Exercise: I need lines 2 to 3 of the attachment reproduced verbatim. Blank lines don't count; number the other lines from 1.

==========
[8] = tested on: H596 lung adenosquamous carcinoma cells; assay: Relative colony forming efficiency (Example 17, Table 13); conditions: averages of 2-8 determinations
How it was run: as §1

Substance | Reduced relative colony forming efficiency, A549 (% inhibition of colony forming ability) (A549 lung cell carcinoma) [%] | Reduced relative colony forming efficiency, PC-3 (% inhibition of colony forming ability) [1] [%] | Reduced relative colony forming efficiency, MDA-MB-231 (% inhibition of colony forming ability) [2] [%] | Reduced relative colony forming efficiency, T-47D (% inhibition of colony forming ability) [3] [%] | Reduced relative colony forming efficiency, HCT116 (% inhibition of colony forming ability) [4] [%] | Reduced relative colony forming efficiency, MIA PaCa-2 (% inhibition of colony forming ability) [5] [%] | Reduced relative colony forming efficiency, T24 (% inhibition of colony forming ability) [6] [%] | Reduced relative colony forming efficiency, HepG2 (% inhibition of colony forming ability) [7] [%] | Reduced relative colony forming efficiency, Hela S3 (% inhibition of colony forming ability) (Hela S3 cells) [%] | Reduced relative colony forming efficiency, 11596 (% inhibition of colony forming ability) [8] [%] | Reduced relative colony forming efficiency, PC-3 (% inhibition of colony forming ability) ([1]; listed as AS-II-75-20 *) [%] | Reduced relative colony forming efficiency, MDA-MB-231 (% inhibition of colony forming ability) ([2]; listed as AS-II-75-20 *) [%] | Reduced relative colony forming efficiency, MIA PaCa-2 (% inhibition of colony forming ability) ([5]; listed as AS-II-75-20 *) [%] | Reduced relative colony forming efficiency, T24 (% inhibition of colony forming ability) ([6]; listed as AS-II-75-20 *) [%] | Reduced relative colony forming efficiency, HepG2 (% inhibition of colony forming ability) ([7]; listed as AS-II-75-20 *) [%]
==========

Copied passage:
How it was run: as §1

Substance | Reduced relative colony forming efficiency, A549 (% inhibition of colony forming ability) (A549 lung cell carcinoma) [%] | Reduced relative colony forming efficiency, PC-3 (% inhibition of colony forming ability) [1] [%] | Reduced relative colony forming efficiency, MDA-MB-231 (% inhibition of colony forming ability) [2] [%] | Reduced relative colony forming efficiency, T-47D (% inhibition of colony forming ability) [3] [%] | Reduced relative colony forming efficiency, HCT116 (% inhibition of colony forming ability) [4] [%] | Reduced relative colony forming efficiency, MIA PaCa-2 (% inhibition of colony forming ability) [5] [%] | Reduced relative colony forming efficiency, T24 (% inhibition of colony forming ability) [6] [%] | Reduced relative colony forming efficiency, HepG2 (% inhibition of colony forming ability) [7] [%] | Reduced relative colony forming efficiency, Hela S3 (% inhibition of colony forming ability) (Hela S3 cells) [%] | Reduced relative colony forming efficiency, 11596 (% inhibition of colony forming ability) [8] [%] | Reduced relative colony forming efficiency, PC-3 (% inhibition of colony forming ability) ([1]; listed as AS-II-75-20 *) [%] | Reduced relative colony forming efficiency, MDA-MB-231 (% inhibition of colony forming ability) ([2]; listed as AS-II-75-20 *) [%] | Reduced relative colony forming efficiency, MIA PaCa-2 (% inhibition of colony forming ability) ([5]; listed as AS-II-75-20 *) [%] | Reduced relative colony forming efficiency, T24 (% inhibition of colony forming ability) ([6]; listed as AS-II-75-20 *) [%] | Reduced relative colony forming efficiency, HepG2 (% inhibition of colony forming ability) ([7]; listed as AS-II-75-20 *) [%]